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Why Meringue Powder Is Taboo

There has been considerable controversy over the use of meringue powder. Cottage food operators across the nation are not about to use it. And today we are going to address the primary reason it’s off limits. Let’s take a look at what makes up meringue powder. Even though there are stabilizers it is still not safe. Yes, the dried egg whites are heated (pasteurized), that does not make it safe enough either. One of the reasons Cottage Food Laws ban meringue powder is it can impact the health of consumers. Like, the elderly, young children, and individuals with compromised immune systems.

It’s not like the Cottage Food Agency that regulates cottage foods wants to make your life miserable. The health of the consumer is always the first consideration. Cottage food operators are not inspected like commercial establishments. You never know who is going to eat a product made with meringue powder. And for your state Cottage Food Agency, they would rather be safe than sorry.

Plus, there’s the issue of liability associated with using a high-risk ingredient like meringue powder. If someone becomes ill due to the use of meringue powder, what will you do? Are you caring enough insurance to protect you and your family? A customer may not think they have a compromised immune system until it’s too late. Always remember, the goal is to keep the consumer safe. You must prepare low-risk foods that don’t cause foodborne illness.

Another Great Read:  Using Sugar Alternatives

The Truth About Meringue Powder

The truth is the harsh regulations around using meringue powder has nothing to do with you. Most bakers would be responsible for its use. They would store it properly and use it according to the instructions on the container. The real issue lies with the consumer.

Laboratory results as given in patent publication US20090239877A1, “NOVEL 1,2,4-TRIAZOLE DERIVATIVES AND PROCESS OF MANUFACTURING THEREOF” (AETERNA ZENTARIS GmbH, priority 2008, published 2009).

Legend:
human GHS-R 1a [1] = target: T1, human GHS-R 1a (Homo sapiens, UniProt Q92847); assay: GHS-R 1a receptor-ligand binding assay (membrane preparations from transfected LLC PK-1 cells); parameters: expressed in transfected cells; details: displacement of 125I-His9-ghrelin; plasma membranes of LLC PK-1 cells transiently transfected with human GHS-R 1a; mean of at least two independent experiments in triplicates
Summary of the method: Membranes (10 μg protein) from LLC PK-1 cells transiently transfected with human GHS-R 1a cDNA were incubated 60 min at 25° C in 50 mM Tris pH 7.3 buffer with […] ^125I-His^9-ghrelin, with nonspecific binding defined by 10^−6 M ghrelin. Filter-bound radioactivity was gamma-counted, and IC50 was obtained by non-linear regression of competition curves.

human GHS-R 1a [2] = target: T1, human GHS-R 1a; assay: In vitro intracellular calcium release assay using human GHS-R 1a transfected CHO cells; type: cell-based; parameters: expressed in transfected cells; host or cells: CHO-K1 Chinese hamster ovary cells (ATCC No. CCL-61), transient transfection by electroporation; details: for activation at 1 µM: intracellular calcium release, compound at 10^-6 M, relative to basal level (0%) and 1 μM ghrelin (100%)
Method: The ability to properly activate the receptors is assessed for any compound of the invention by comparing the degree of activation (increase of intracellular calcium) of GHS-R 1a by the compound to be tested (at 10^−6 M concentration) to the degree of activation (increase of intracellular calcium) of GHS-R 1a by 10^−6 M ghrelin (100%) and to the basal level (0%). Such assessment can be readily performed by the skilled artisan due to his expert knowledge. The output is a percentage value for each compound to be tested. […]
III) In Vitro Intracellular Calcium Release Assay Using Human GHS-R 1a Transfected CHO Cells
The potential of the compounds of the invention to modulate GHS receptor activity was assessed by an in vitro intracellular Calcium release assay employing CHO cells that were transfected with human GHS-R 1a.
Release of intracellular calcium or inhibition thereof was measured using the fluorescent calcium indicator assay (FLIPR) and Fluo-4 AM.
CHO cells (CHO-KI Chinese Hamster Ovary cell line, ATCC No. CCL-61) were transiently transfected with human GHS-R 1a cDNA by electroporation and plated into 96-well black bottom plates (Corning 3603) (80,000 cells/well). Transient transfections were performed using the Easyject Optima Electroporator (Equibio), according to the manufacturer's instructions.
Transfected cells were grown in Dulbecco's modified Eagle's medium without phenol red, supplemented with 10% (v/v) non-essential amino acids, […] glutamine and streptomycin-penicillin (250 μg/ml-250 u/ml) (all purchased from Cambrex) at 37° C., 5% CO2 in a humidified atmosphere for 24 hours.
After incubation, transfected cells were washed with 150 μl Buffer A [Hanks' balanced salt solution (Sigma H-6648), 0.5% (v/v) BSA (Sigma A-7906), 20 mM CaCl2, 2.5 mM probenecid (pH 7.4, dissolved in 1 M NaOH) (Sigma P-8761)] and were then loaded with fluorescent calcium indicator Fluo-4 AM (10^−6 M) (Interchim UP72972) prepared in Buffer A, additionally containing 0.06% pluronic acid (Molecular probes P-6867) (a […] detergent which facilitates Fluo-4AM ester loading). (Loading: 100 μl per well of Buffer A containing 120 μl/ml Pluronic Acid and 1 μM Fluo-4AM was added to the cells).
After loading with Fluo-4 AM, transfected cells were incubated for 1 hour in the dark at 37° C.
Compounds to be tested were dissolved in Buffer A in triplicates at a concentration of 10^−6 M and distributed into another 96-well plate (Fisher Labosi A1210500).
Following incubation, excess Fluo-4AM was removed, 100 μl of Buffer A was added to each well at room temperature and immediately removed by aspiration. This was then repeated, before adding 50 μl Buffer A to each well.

Risk & Liability

Unfortunately, you never know when someone who should not have egg whites eats them. The chances of someone becoming ill may be minuscule, but even one is too many.

Remember, you are baking and producing food with little to no oversight. The state regulatory agency that governs your state cottage food agency must trust you. Like the “no pets” rule, they must trust you will not use high-risk ingredients. If you are able to use meringue powder in your state you’re lucky. Don’t take this for granted and by all means, carry liability insurance.

If you’re wondering which meringue powder I use, it’s Wilton’s, my old stand in and I’ve used it for years. If you know of another great meringue powder brand please share it with our readers. And if you know of a great eggless royal icing, share your recipe. We’d really appreciate it.

Another Great Read:  Using Shelf Stable Icing

Egg-free meringue powder is expensive. Does this mean you can’t use it? Absolutely not. Adjust your pricing and remind customers these are custom cookies made with egg-free meringue. Using this product reduces the incidence of harmful bacteria such as salmonella often found in raw egg whites.

The ingredients in this product include “organic raw cane sugar, Aquafaba broth (organic chickpeas, water), organic arrowroot powder, organic gum acacia (non-GMO), citric acid (non-GMO), organic guar gum.”

If you are interested in trying an egg-free meringue recipe, Food Network features one that sounds promising. If you create another recipe, please share in the comments. Cottage food states that don’t allow the use of meringue know finding an egg-free meringue recipe is worth its weight in gold.

Do you reside in a cottage food state that does not allow the use of meringue powder? What do you use instead?